on Life, Love and What's Happening Now
Let's be real. Nobody likes the idea of turning 40. While I admit that oh-so-glorious day was a few years back for me, I've been thinking about aging lately.
When Charles Dickens wrote “It was the best of time. It was the worst of times,” I am pretty sure he was talking about people in their 30’s. While it still feels like the 90’s wasn’t that long ago, this “not quite old, but not quite young” decade has already revealed a few truths anyone can appreciate.
My first and favorite is:
1: You Stop Caring What Other People Think.
Looking back at my 30's, it seems life is a ball of fire. Our kids are small, our careers are taking off and there is a nagging drive to do absolutely everything. On top of growing job responsibilities, every week is a marathon of kid activities, volunteer commitments and social obligations. I remember feeling drained mentally and physically. My mind was a running computer with 50 windows open at the same time.
We had just moved to a new state and those first years, I ran myself ragged. I remember feeling frantic if my three boys weren’t involved in absolutely every opportunity available, if my new house wasn’t magically filled with furniture, clean and perfectly decorated. What people thought of our family snowballed, taking up way more brain space than anything that frivolous deserved.
What’s worse, the more boxes I checked off each day, the less joy I got from them. The noise in my head (and all around me) made it impossible to know I wanted anything more than a glass of wine at the end of day.
For women—especially mothers—there is so much “function” in our dysfunction. The new normal is over-scheduled, bogged down and tightly wound. There are a million mixed messages telling us how to look, parent, and especially how to “have it all.” We rarely stop to think which parts we truly want.
But the gift of forty is self-reflection. Ages forces you to look in the mirror. For me, I had to stop caring and release all the minutia so I could figure out what I really wanted.
The writer Anne Lamott said, “everyone is screwed up, broken, clingy and scared, even the people who seem to have it most together…so try not to compare your insides to other people's outsides. It will only make you worse than you already are.”
Letting go is the holy grail of aging. At some point, it just becomes obvious then finally:
2. You Do What You REALLY Want to Do:
In your 40's, nothing is more precious than time. One day you wake and up and it seems there’s never enough. Whether it’s a new job, a break-up or playing guitar in a garage band, this is the “Now or Never” phase of life.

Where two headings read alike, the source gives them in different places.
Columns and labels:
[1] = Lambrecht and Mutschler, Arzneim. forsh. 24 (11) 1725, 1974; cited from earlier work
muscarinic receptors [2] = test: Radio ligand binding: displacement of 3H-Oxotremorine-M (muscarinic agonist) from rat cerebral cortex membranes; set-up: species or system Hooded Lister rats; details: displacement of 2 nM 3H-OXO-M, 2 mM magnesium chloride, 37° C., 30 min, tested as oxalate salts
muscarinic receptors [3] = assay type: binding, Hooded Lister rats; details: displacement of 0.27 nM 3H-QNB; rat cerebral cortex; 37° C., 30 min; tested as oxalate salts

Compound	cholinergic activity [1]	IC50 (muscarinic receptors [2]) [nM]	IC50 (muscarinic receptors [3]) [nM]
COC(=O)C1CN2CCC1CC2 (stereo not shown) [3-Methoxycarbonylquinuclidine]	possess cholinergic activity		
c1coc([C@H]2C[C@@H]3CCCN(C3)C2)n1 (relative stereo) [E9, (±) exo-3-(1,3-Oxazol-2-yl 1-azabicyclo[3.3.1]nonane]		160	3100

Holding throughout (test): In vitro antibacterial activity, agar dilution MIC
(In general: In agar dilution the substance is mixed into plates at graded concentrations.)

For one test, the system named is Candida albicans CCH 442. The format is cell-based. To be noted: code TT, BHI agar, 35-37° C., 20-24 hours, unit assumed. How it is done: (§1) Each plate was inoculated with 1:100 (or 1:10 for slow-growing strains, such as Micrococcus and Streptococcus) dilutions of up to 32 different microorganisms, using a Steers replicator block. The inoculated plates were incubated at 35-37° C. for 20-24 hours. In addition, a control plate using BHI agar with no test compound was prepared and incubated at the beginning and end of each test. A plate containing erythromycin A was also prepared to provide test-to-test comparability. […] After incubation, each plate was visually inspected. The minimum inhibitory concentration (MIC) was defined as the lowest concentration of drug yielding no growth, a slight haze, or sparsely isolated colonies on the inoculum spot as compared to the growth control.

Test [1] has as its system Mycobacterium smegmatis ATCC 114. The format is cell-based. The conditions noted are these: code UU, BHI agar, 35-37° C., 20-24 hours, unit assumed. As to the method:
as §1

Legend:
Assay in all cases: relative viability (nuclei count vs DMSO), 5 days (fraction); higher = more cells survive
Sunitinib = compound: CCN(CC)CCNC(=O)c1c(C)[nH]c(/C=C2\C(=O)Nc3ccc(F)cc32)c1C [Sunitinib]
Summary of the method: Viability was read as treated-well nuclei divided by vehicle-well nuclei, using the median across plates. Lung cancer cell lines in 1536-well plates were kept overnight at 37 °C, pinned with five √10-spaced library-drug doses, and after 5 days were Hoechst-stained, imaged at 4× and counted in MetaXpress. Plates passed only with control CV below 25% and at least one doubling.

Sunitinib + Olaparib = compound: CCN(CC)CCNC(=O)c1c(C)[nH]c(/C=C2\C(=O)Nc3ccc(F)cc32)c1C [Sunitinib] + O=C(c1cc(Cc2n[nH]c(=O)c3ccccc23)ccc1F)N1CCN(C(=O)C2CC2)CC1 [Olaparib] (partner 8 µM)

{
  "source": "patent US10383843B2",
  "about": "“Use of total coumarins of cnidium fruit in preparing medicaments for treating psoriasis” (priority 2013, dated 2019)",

Maybe it’s because concepts like empty nest or retirement suddenly become tangible or because such a frenzied life is unsustainable, but introspection breeds change.
For me, I’ve always wanted to write. After bumping around the edges of it in a variety of advertising and teaching jobs, on my 40th birthday I verbalized it for the first time. It was one of the scariest things I’ve ever done.
Another gift of approaching midlife is passing on that permission to others. The moment I uttered those words—it just felt right. I am so lucky to be able to teach my kids to own who they are and to embrace what frightens them. It’s not always easy putting myself out there and I’m still getting used to it, (can you believe I have a website!?) but I’m going for it.
I wasted a lot of time spinning my wheels, and even that’s OK because there is wisdom in the rear view mirror. With time, it becomes apparent:
3. There Is Good Even In The Bad:
By now, life has kicked everybody in the teeth a few times. Someone we love has had cancer or passed away. Likely, there’s been more than one moment where you wondered how you would get up off the floor. I think aging takes away the rose-colored glasses of youth and replaces them with spectacles for a reason.
Maybe it was a necessary failure that led you a later success or a lesson you would have never learned otherwise, but maturity gives you space to see things.
It's funny because a few year ago, the idea of turning 40 made me ill. Now it feels one of those great things I never knew would happen. This stage of life lets you see that it’s all connected, that we are all storied and dented, and that even the hardest lessons have hidden gifts.
Without my past, I’m not sure I’d have much to write about.
I still miss sleeping through the night, but I think it’s an even trade. A few years from now, I hope to re-read this post and find that I’ve measured the time in stories and lessons instead of years. That the breadth of my dreams (and my writing) far outweighed the constraints of my silly ego.
I’m done wasting time worrying about who people think I am. I’m ready now to figure out who I can be.
So check back each month, because I’ll be here—unpacking life, offering motivation and maybe dissecting the latest scandal. The best is still ahead, and I hope you’ll join me for the ride.